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Journal of Phycology

Fernando Gómez
The marine dinoflagellate Erythropsidinium possesses an ocelloid, the most elaborate photoreceptor organelle known in a unicellular organism, and a piston, a fast contractile appendage unknown in any other organism. The ocelloid is able to rotate, often before the cell swims. The ocelloid contains lenses that function to concentrate light. The flagellar propulsion is atrophied, and the piston is responsible for locomotion through successive extensions and contractions. During the 'locomotion mode', the contraction is ~4 times faster than the extension...
February 16, 2017: Journal of Phycology
Leigh W Tait, Ian Hawes, David R Schiel
Global declines of macroalgal beds in coastal waters have prompted a plethora of studies attempting to understand the drivers of change within dynamic nearshore ecosystems. Photosynthetic measurements are good tools for assessing the consequences of numerous stressors of macroalgae, but there is somewhat of a disconnection between studies that focus on organism-specific ecophysiological responses and those that address causes and consequences of shifts in macroalgal productivity. Our goal is to highlight the applications of two complementary tools for measuring photosynthesis - variable chlorophyll-a fluorescence and photorespirometry - and provide guidance for the integration of physiology and ecology to understand the drivers of change in macroalgal communities...
February 16, 2017: Journal of Phycology
Joshua R Evans, Gary W Saunders
Unexpected contaminants uncovered during routine COI-5P DNA barcoding of British Columbia Kallymeniaceae indicated the presence of a novel lineage allied to the family Meiodiscaceae, Palmariales. Available rbcL data for species of this family were used to design specific primers to screen for the presence of the meiodiscacean species in 534 kallymeniacean specimens primarily from British Columbia, Canada. Ultimately, 43 positive PCR products representing six diverse genetic groups from nine host species were uncovered; three are described here in the new genus Kallymenicola gen...
February 14, 2017: Journal of Phycology
Linda Tonk, Eugenia M Sampayo, Aaron Chai, Verena Schrameyer, Ove Hoegh-Guldberg
The broad range in physiological variation displayed by Symbiodinium spp. has proven imperative during periods of environmental change and contribute to the survival of their coral host. Characterizing how host and Symbiodinium community assemblages differ across environmentally distinct habitats provides useful information to predict how corals will respond to major environmental change. Despite the extensive characterizations of Symbiodinium diversity found amongst reef cnidarians on the Great Barrier Reef substantial biogeographic gaps exist, especially across inshore habitats...
February 14, 2017: Journal of Phycology
Anchittha Satjarak, John A Burns, Eunsoo Kim, Linda E Graham
Mitochondria are archetypal eukaryotic organelles that were acquired by endosymbiosis of an ancient species of alpha-proteobacteria by the last eukaryotic common ancestor. The genetic information contained within the mitochondrial genome has been an important source of information for resolving relationships among eukaryotic taxa. In this study, we utilized mitochondrial and chloroplast genomes to explore relationships among prasinophytes. Prasinophytes are represented by diverse early-diverging green algae whose physical structures and genomes have the potential to elucidate the traits of the last common ancestor of the Viridiplantae (or Chloroplastida)...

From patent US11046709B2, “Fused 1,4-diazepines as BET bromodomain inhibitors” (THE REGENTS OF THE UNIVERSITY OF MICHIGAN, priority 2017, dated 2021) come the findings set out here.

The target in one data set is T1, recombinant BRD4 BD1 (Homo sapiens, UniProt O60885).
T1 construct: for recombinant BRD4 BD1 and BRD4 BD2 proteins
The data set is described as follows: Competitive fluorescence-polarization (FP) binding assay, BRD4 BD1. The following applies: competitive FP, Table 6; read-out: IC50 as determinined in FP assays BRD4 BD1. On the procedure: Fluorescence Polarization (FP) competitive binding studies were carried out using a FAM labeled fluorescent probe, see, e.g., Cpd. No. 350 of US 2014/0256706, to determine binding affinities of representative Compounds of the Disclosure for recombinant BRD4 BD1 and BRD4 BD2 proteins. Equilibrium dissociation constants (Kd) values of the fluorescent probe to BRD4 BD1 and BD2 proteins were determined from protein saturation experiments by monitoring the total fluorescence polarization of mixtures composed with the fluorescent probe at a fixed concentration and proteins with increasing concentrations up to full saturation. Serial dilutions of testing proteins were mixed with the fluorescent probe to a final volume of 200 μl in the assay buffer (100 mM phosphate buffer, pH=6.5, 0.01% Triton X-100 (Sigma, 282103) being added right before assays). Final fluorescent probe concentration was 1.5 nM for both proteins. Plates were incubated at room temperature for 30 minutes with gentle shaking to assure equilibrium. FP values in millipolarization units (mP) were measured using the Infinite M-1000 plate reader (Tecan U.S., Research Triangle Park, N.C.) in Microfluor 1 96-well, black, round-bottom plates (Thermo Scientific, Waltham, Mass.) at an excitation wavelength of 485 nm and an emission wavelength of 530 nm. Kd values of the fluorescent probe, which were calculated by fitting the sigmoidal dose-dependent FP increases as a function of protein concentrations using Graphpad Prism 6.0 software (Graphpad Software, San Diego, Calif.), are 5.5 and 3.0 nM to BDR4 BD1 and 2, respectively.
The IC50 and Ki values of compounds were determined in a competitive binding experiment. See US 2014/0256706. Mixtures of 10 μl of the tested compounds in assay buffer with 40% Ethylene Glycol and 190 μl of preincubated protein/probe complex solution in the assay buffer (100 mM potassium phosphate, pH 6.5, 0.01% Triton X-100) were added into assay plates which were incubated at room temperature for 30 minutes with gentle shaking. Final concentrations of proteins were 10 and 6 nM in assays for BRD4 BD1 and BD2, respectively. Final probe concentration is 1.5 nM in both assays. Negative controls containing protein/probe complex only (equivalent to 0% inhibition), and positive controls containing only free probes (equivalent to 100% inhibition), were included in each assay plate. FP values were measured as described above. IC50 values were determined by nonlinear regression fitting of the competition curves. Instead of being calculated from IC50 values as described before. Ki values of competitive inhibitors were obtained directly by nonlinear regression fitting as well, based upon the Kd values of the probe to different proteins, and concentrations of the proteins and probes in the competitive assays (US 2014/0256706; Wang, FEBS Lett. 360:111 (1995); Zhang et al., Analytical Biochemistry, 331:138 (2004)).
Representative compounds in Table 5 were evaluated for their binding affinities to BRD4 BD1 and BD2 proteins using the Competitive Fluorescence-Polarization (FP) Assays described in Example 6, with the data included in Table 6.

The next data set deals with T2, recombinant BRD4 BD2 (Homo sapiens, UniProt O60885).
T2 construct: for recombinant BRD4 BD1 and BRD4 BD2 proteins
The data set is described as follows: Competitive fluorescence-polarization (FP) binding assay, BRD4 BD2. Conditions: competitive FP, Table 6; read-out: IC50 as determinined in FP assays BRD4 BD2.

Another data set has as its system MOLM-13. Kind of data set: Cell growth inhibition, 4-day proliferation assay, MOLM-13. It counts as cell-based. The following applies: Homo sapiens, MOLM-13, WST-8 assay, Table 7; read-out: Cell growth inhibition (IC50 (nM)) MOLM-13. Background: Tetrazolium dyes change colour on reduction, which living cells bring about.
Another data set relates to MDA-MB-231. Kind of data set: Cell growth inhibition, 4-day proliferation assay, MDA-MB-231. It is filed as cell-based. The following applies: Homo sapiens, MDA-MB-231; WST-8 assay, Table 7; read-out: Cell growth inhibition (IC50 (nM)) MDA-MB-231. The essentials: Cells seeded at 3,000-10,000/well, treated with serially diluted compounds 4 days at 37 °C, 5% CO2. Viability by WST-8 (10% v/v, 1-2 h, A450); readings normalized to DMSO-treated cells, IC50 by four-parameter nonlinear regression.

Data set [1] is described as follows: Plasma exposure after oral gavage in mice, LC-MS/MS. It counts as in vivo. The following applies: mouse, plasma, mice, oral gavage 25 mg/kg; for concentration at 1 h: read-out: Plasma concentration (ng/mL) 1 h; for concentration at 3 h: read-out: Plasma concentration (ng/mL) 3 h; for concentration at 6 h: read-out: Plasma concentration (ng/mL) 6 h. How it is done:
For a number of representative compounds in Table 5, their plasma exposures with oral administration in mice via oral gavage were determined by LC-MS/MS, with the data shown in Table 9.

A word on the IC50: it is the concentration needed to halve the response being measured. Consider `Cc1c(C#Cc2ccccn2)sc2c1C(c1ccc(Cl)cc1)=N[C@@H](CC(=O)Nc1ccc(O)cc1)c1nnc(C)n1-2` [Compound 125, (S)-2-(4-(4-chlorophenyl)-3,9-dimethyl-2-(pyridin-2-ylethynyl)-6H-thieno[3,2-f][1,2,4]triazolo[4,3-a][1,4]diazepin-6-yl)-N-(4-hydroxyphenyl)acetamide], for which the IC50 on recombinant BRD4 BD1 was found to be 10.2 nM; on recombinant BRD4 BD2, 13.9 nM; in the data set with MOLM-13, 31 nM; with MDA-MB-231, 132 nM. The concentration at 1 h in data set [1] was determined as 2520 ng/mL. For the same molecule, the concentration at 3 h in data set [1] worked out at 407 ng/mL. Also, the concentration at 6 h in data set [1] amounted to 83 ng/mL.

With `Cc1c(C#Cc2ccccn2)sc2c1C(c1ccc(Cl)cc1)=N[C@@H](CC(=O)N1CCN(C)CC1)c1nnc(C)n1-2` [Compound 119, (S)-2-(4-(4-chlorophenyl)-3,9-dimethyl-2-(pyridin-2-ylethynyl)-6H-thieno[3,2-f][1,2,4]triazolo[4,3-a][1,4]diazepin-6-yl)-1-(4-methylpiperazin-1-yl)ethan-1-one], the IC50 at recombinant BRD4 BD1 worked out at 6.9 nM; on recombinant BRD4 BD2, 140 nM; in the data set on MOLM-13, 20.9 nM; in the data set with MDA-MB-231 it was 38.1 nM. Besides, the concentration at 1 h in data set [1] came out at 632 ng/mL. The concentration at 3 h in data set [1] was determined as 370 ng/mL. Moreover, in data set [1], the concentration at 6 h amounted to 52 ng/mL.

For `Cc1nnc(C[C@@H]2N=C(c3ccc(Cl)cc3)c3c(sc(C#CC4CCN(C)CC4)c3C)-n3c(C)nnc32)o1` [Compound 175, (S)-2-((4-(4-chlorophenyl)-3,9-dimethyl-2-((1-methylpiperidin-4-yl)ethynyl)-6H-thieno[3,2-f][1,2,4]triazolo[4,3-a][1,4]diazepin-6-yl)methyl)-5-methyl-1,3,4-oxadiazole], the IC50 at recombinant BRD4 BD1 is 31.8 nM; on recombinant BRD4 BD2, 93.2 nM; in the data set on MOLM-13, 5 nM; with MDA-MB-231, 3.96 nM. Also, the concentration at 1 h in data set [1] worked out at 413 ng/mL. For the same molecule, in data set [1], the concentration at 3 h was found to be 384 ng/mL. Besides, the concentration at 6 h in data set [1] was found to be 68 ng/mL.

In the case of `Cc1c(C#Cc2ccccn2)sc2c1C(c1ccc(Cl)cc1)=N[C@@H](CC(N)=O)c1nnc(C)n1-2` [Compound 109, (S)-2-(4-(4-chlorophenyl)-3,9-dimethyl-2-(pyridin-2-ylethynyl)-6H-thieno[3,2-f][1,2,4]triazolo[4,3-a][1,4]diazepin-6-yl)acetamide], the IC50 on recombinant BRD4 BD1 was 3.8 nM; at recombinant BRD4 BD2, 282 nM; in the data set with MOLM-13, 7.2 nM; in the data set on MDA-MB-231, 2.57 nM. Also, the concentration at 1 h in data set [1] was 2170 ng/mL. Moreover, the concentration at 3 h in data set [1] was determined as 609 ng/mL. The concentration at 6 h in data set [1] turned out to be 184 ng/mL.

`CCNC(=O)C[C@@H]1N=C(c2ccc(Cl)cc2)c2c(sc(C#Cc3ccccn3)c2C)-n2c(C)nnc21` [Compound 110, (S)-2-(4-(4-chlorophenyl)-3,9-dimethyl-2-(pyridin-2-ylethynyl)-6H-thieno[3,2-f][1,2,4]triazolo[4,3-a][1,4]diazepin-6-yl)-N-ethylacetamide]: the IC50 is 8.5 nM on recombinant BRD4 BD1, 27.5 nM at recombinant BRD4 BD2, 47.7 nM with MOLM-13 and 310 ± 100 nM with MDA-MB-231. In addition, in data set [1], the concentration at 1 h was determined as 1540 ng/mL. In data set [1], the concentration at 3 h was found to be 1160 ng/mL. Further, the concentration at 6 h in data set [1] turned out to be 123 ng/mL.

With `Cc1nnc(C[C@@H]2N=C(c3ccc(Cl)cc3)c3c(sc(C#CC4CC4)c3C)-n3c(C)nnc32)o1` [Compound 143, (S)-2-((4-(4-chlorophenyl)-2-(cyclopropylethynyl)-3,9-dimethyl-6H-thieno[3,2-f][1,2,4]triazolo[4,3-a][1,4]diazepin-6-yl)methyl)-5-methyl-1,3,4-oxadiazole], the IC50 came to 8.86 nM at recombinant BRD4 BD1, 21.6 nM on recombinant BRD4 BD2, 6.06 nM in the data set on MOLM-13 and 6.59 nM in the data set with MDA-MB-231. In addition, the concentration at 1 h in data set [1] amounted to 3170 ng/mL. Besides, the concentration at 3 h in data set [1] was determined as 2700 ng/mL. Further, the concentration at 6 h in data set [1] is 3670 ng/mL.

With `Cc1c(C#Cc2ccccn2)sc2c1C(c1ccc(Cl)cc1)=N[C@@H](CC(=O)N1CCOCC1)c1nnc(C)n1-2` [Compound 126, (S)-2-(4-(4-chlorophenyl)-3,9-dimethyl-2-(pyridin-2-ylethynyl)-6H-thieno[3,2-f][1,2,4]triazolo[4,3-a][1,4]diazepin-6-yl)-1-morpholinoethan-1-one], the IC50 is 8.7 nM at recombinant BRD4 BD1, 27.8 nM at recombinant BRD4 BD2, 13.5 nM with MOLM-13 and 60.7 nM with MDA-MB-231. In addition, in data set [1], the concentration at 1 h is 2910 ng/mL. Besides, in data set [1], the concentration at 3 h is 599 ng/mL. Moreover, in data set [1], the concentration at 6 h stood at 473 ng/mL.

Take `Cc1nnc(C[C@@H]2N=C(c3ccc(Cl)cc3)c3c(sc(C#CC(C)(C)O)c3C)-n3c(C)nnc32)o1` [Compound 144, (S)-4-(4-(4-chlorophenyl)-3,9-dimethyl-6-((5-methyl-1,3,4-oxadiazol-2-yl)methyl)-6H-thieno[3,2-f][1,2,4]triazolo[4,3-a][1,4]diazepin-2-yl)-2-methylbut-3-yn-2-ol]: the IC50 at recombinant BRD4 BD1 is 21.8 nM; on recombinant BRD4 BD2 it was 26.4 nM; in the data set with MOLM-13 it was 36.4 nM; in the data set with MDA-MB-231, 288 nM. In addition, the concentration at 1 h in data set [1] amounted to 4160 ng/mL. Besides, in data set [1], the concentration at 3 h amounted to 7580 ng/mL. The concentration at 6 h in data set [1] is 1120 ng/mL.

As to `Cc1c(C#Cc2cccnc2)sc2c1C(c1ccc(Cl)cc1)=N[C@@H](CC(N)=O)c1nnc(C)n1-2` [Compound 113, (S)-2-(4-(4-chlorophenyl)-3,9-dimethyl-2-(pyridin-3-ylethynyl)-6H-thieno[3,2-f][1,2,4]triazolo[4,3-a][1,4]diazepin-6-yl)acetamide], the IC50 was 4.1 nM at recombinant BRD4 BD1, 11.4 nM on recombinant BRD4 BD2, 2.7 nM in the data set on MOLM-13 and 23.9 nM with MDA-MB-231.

February 12, 2017: Journal of Phycology
Anja Rösler, Francisco Perfectti, Viviana Peña, Julio Aguirre, Juan Carlos Braga
The temporal dimension of the most recent Corallinaceae (order Corallinales) phylogeny was presented here, based on first occurrence time estimates from the fossil record. Calibration of the molecular clock of the genetic marker SSU entailed a separation of Corallinales from Hapalidiales in the Albian (Early Cretaceous ~ 105 mya). Neither the calibration nor the fossil record resolved the succession of appearance of the first three emerging subfamilies: Mastophoroideae, Corallinoideae, and Neogoniolithoideae...
February 12, 2017: Journal of Phycology
David H Jewson, David M Harwood
The earliest known diatom fossils with well-preserved siliceous frustules are from Lower Cretaceous neritic marine deposits in Antarctica. In this study, we analyzed the cell wall structure to establish whether their cell and life cycles were similar to modern forms. At least two filamentous species (Basilicostephanus ornatus and Archepyrgus melosiroides) had girdle band structures that functioned during cell division in a similar way to present day Aulacoseira species. Also, size analyses of cell diameter indicated that the cyclic process of size decline and size restoration used to time modern diatom life cycles was present in five species from the Lower Cretaceous (B...
February 7, 2017: Journal of Phycology
Pablo P Leal, Catriona L Hurd, Pamela A Fernández, Michael Y Roleda
The absorption of anthropogenic CO2 by the oceans is causing a reduction in the pH of the surface waters termed ocean acidification (OA). This could have substantial effects on marine coastal environments where fleshy (non-calcareous) macroalgae are dominant primary producers and ecosystem engineers. Few OA studies have focused on the early life stages of large macroalgae such as kelps. This study evaluated the effects of seawater pH on the ontogenic development of meiospores of the native kelp Macrocystis pyrifera and the invasive kelp Undaria pinnatifida, in south-eastern New Zealand...
February 6, 2017: Journal of Phycology
Zheng-Ke Li, Guo-Zheng Dai, Philippe Juneau, Bao-Sheng Qiu
Iron deficiency has been considered one of the main limiting factors of phytoplankton productivity in some aquatic systems including oceans and lakes. Concomitantly, solar ultraviolet-B radiation has been shown to have both deleterious and positive impacts on phytoplankton productivity. However, how iron-deficient cyanobacteria respond to UV-B radiation has been largely overlooked in aquatic systems. In this study, physiological responses of four cyanobacterial strains (Microcystis and Synechococcus), which are widely distributed in freshwater or marine systems, were investigated under different UV-B irradiances and iron conditions...
February 6, 2017: Journal of Phycology
Anchittha Satjarak, Linda E Graham
Prasinophytes form a paraphyletic assemblage of early diverging green algae, which have the potential to reveal the traits of the last common ancestor of the main two green lineages: 1) chlorophyte algae and 2) streptophyte algae. Understanding the genetic composition of prasinophyte algae is fundamental to understanding the diversification and evolutionary process that may have occurred in both green lineages. In this study, we sequenced the chloroplast genome of Pyramimonas parkeae NIES254 and compared it with that of P...